IFA 2013: Samsung hands-ons
Samsung Galaxy Gear hands-on
Samsung is entering the smartwatch arena with full force having just announced the Samsung Galaxy Gear - a 1.64" smartwatch with a Super AMOLED display that promises to be the gadget of tomorrow.
Strong words, but they are coming from a manufacturer that tends to deliver on its promises. Naturally, we rushed to the test area to give you our opinion on this little fella's abilities.
The Samsung Galaxy Gear utilizes a 1.63" Super AMOLED display. It boasts a resolution of 320 x 320 pixels, which is quite high for a smartwatch. In comparison, the Sony SmartWatch 2's 1.6" display has a resolution of 220 x 176 pixels.
The Super AMOLED display means the black pixels aren't actually lit. This means improved battery life on a dark user interface as well as vibrant and saturated colors. The display is surrounded by a metal frame. You also get to pick between four backgrounds for the screen, but the default black one is the one working best in our opinion.
What makes the Samsung Galaxy Gear tick is an 800MHz custom-built single-core Exynos processor and 512MB of RAM. It's a bit sluggish at times, which can be irritating. Granted, we did play with pre-release unit, so the retail version has an every chance to be improved in this area.
The build quality of the Samsung Galaxy Gear isn't too shabby, although it's not as jewel-grade as a high-end wristwatch. It carries more of a geeky appeal, but then again, that's probably good for a smartwatch.
The plastic band is full of trickery and is probably as important as the watch itself. For one it holds the 1.9MP camera with a BSI sensor, which protrudes slightly, but not so much so that it's awkward or uncomfortable.
It can capture low-resolution photos as well as 10-second-long 720p videos, which are saved on the 4GB on-board memory. Any shot you take with it automatically gets uploaded to the smartphone or tablet if paired. The Galaxy Gear has its own gallery too, but you don't get to browse your complete gallery just the shots that are uploaded on the watch itself.
Moving on to the actual strap, which holds the Galaxy Gear speaker (the microphone is on the plastic bit under the display). It allows you to conduct hands-free calls directly from the Gear. Audio notes are also supported. They are automatically uploaded to your Note (some other Samsung devices will also be supported too). Once that's done, the smartwatch gives you the transcript of your note. We find that to be actually pretty cool and quite handy.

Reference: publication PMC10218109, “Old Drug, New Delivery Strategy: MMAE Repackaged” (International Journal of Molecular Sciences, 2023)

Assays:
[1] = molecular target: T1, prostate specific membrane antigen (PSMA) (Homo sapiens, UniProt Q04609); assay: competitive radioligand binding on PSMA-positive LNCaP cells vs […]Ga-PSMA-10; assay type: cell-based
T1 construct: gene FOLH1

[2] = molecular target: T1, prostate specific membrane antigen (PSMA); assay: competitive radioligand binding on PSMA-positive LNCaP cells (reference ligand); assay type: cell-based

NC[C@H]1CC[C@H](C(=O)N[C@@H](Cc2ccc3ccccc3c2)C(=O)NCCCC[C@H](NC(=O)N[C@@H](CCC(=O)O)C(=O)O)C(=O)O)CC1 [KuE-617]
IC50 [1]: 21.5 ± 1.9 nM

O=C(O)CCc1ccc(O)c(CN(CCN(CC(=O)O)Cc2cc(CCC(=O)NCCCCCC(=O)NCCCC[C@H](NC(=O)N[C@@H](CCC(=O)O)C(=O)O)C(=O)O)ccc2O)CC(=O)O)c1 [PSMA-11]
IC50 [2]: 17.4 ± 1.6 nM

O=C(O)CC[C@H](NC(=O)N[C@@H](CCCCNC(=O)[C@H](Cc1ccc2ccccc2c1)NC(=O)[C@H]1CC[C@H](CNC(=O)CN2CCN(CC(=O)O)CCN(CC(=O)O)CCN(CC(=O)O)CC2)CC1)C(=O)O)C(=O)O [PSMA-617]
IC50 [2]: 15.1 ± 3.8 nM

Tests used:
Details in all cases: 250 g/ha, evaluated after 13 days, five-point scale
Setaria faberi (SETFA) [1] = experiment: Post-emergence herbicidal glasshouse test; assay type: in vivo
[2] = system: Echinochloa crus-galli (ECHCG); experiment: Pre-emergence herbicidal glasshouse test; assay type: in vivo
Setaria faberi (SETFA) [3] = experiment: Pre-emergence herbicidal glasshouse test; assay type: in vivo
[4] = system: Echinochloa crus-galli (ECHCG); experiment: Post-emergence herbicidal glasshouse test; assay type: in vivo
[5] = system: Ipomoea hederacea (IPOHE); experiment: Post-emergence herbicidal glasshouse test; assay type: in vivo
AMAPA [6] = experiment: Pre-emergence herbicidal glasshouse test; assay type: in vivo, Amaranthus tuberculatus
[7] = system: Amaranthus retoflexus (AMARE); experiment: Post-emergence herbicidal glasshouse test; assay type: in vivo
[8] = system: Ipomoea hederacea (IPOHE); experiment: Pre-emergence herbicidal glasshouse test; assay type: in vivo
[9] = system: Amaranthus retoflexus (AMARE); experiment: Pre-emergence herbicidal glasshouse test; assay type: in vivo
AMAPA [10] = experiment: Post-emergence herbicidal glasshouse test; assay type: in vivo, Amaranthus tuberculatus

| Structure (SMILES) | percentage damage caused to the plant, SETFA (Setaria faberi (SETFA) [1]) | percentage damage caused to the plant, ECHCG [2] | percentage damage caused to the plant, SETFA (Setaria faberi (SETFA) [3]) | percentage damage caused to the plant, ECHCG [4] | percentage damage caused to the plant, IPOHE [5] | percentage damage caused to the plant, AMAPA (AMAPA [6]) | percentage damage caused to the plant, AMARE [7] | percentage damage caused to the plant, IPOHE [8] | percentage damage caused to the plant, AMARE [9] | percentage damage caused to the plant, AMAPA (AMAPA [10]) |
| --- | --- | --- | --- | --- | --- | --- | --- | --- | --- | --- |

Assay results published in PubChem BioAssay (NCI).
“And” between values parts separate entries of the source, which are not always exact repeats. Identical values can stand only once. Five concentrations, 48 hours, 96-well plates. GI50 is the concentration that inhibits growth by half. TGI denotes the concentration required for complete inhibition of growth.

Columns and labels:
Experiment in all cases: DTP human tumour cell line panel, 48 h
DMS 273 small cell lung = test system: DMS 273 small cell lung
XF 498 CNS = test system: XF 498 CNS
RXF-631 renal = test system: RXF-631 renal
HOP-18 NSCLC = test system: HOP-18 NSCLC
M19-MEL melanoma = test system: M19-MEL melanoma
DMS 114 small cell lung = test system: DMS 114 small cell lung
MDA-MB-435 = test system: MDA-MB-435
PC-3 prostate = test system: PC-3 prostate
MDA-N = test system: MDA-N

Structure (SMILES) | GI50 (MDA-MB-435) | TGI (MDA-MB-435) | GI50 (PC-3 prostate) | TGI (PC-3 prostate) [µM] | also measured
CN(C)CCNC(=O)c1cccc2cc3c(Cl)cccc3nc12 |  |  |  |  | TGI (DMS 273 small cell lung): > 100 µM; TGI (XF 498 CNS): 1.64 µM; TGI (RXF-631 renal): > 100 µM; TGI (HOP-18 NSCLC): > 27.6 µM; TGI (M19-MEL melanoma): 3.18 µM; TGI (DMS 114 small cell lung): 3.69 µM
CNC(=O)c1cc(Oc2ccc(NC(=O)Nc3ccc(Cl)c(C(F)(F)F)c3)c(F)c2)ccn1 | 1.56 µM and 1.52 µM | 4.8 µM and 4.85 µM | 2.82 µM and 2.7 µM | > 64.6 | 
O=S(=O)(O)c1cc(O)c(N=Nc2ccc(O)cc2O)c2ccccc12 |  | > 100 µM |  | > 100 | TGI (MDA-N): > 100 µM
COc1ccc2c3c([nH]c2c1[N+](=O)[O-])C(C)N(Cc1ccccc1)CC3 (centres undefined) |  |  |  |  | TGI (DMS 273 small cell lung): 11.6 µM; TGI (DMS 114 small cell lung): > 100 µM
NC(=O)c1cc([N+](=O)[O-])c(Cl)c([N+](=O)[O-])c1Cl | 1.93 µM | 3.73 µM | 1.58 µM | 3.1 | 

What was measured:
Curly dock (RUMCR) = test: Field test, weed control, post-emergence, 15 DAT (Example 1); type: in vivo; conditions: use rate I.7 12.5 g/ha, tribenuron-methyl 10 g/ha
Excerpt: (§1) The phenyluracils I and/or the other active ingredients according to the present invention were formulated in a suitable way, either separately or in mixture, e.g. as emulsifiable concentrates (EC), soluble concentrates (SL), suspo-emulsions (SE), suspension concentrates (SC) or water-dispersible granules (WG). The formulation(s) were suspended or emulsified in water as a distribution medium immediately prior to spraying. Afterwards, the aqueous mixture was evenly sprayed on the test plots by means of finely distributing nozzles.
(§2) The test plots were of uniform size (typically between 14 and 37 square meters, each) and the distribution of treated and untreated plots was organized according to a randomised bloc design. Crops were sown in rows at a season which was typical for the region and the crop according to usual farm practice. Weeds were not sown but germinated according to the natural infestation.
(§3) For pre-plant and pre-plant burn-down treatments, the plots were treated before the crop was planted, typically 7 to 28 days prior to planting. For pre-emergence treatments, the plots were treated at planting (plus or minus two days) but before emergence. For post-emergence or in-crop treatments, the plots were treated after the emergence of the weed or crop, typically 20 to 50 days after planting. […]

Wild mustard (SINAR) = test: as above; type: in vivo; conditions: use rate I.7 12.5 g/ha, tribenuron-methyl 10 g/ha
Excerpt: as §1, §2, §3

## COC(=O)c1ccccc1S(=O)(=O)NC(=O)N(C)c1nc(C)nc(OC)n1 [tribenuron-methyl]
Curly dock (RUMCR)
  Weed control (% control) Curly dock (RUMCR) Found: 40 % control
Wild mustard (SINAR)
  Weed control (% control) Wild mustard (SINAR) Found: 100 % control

On the right edge, there's a power button for waking and putting the Gear to sleep. Additionally, there's an "auto on" function, which uses the gyro and automatically switches the screen on when you turn your wrist towards your face. It works like a charm.
In spite of the Samsung Galaxy Gear's innards, it's really intended to be as a companion device for the Galaxy Note III or Galaxy Note 10.1 (2013), and not a standalone gizmo. Since Samsung wants you to use the Galaxy Gear in tandem with the Galaxy Note III, there's a dedicated app that helps you configure the smartwatch from the phablet (or tablet).
The company has spent a lot of time polishing the software running on the Galaxy Gear. The main screen is, of course, the clock face. As much as 10 different styles are available at launch including dual clock and weather info. Soon after the Galaxy Gear's launch, Samsung will out an app to let you design your own, unique clock face, so the options will virtually be countless.
On the productivity side of the software suite, the Galaxy Gear enables you to start calls, check call logs and even read SMS texts. MMS is also supported, but only the title is displayed with a shortcut to view the multimedia message in its entirety to your big Note.
A cool option is to disable the lockscreen password/pattern on your Note, when the Galaxy Gear is nearby. If you are within two-three meters you can unlock the Note with a simple slide. Move further away and the pass-protection kicks back in.
There's also an app that lets you locate your phone with the Gear watch and vice versa - it makes the other one ring (you do need to be in Bluetooth range of course). In fact, Samsung says the Galaxy Gear to supports more than 70 different apps including Twitter, Facebook, Evernote, Path, RunKeeper, MyFitnessPal, TripIt, Line, Vivino, eBay, Pocket, Banjo and Atooma.
The weeks prior to the Galaxy Gear launch there were quite a lot of rumors suggesting a considerably brief battery life - some reported even suggests about 10 hours of battery life. Thankfully, Samsung has debunked those rumors and has officially stated that expected battery life is about one full day, thanks to the 315mAh battery.
Granted, that's not too great either, but there will be a cool charging stand that automatically rotates the display and turns the Galaxy Gear into a nightstand clock. At least when you have to charge the watch, you'll do so in style.
The Samsung Galaxy Gear will be available in six color variations - a more serious and stylish black as well as the traditional white will be accompanied by more "colorful" options.